Preprint Review Version 1 Preserved in Portico This version is not peer-reviewed

A2B Adenosine Receptor and Cancer

Version 1 : Received: 11 October 2019 / Approved: 13 October 2019 / Online: 13 October 2019 (16:28:09 CEST)

A peer-reviewed article of this Preprint also exists.

Gao, Z.-G.; Jacobson, K.A. A2B Adenosine Receptor and Cancer. Int. J. Mol. Sci. 2019, 20, 5139. Gao, Z.-G.; Jacobson, K.A. A2B Adenosine Receptor and Cancer. Int. J. Mol. Sci. 2019, 20, 5139.


There are four subtypes of adenosine receptors (ARs), named A1, A2A, A2B and A3, all of which are G protein-coupled receptors. The A2BAR, coupled to both Gαi and Gαq G proteins, is one of the several G-protein-coupled receptors that are expressed in a significantly higher level in some cancer tissues in comparison to adjacent normal tissues. There is growing evidence that the A2BAR plays an important role in tumor cell proliferation, angiogenesis, metastasis, and immune suppression. Thus, A2BAR antagonists are potentially novel attractive anticancer agents. Several antagonists targeting at the A2BAR are currently in clinical trials for various types of cancers. In this review, we first describe the signaling, agonists, and antagonists of the A2BAR. We further discuss the role of the A2BAR in the progression of various types cancers, and the rationale of using A2BAR antagonists in cancer therapy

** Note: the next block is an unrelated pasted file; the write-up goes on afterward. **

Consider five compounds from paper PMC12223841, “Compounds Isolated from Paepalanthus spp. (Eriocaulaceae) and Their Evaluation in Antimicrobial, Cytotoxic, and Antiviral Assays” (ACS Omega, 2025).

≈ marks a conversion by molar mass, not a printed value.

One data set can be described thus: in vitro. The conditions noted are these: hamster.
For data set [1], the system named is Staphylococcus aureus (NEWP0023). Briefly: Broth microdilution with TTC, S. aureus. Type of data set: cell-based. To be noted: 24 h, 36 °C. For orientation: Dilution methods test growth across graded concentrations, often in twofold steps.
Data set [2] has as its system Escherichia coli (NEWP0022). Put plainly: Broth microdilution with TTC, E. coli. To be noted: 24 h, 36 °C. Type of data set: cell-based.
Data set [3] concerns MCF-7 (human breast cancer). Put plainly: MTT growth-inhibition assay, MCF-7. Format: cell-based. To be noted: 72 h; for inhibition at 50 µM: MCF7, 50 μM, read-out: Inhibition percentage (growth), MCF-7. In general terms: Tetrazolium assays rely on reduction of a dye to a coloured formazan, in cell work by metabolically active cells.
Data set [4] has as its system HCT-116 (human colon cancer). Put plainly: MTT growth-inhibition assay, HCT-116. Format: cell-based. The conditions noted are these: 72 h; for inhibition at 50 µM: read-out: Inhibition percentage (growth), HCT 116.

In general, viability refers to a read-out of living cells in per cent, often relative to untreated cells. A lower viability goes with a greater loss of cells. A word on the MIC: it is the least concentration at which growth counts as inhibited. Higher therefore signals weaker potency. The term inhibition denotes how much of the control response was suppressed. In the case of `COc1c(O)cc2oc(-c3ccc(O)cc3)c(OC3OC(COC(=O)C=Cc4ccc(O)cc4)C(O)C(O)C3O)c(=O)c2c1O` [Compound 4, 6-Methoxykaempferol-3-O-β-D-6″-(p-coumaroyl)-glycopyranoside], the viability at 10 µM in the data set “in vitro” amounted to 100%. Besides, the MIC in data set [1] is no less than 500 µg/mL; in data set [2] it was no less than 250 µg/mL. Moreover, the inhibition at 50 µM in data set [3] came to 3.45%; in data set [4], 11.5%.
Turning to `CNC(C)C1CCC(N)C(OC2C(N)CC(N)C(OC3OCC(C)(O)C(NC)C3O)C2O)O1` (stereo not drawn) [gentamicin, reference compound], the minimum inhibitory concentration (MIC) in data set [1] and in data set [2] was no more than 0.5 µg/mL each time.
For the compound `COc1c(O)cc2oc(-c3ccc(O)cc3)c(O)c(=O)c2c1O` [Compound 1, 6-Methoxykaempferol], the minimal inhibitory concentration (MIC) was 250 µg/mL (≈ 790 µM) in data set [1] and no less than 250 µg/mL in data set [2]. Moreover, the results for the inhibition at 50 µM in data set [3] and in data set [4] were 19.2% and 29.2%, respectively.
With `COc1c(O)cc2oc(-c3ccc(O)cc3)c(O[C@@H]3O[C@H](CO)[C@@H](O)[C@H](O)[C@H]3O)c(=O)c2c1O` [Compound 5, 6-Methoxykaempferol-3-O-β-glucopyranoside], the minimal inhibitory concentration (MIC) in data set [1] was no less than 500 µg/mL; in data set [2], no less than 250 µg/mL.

adenosine receptor; immune system; cancer therapy; tumor microenvironment; cell proliferation; metastasis


Medicine and Pharmacology, Pharmacology and Toxicology

Comments (0)

We encourage comments and feedback from a broad range of readers. See criteria for comments and our Diversity statement.

Leave a public comment
Send a private comment to the author(s)
* All users must log in before leaving a comment
Views 0
Downloads 0
Comments 0
Metrics 0

Notify me about updates to this article or when a peer-reviewed version is published.
We use cookies on our website to ensure you get the best experience.
Read more about our cookies here.